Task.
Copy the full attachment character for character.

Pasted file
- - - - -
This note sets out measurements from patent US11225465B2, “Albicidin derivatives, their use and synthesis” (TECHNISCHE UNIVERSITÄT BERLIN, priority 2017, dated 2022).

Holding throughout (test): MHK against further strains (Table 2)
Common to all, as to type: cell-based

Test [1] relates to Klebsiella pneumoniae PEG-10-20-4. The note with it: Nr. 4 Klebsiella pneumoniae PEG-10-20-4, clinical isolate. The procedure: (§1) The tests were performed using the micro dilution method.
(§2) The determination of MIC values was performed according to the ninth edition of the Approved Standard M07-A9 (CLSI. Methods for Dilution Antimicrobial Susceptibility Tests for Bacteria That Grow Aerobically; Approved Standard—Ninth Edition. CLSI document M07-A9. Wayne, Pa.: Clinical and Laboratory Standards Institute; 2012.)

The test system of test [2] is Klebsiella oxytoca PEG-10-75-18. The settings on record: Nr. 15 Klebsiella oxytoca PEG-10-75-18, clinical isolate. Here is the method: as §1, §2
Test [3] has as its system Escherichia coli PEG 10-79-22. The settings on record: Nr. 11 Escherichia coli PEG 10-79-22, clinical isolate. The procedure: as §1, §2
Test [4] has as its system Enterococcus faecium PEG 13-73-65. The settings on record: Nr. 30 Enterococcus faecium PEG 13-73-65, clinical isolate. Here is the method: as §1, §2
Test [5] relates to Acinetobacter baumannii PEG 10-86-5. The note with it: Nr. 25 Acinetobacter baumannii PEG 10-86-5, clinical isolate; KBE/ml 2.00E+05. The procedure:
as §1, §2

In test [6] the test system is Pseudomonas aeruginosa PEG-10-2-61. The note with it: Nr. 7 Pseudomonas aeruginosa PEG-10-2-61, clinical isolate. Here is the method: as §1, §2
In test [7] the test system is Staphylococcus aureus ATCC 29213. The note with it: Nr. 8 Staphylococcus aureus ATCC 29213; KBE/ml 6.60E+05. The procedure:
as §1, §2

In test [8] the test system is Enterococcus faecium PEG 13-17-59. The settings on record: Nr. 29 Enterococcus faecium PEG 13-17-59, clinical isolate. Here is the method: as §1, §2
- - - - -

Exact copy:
This note sets out measurements from patent US11225465B2, “Albicidin derivatives, their use and synthesis” (TECHNISCHE UNIVERSITÄT BERLIN, priority 2017, dated 2022).

Holding throughout (test): MHK against further strains (Table 2)
Common to all, as to type: cell-based

Test [1] relates to Klebsiella pneumoniae PEG-10-20-4. The note with it: Nr. 4 Klebsiella pneumoniae PEG-10-20-4, clinical isolate. The procedure: (§1) The tests were performed using the micro dilution method.
(§2) The determination of MIC values was performed according to the ninth edition of the Approved Standard M07-A9 (CLSI. Methods for Dilution Antimicrobial Susceptibility Tests for Bacteria That Grow Aerobically; Approved Standard—Ninth Edition. CLSI document M07-A9. Wayne, Pa.: Clinical and Laboratory Standards Institute; 2012.)

The test system of test [2] is Klebsiella oxytoca PEG-10-75-18. The settings on record: Nr. 15 Klebsiella oxytoca PEG-10-75-18, clinical isolate. Here is the method: as §1, §2
Test [3] has as its system Escherichia coli PEG 10-79-22. The settings on record: Nr. 11 Escherichia coli PEG 10-79-22, clinical isolate. The procedure: as §1, §2
Test [4] has as its system Enterococcus faecium PEG 13-73-65. The settings on record: Nr. 30 Enterococcus faecium PEG 13-73-65, clinical isolate. Here is the method: as §1, §2
Test [5] relates to Acinetobacter baumannii PEG 10-86-5. The note with it: Nr. 25 Acinetobacter baumannii PEG 10-86-5, clinical isolate; KBE/ml 2.00E+05. The procedure:
as §1, §2

In test [6] the test system is Pseudomonas aeruginosa PEG-10-2-61. The note with it: Nr. 7 Pseudomonas aeruginosa PEG-10-2-61, clinical isolate. Here is the method: as §1, §2
In test [7] the test system is Staphylococcus aureus ATCC 29213. The note with it: Nr. 8 Staphylococcus aureus ATCC 29213; KBE/ml 6.60E+05. The procedure:
as §1, §2

In test [8] the test system is Enterococcus faecium PEG 13-17-59. The settings on record: Nr. 29 Enterococcus faecium PEG 13-17-59, clinical isolate. Here is the method: as §1, §2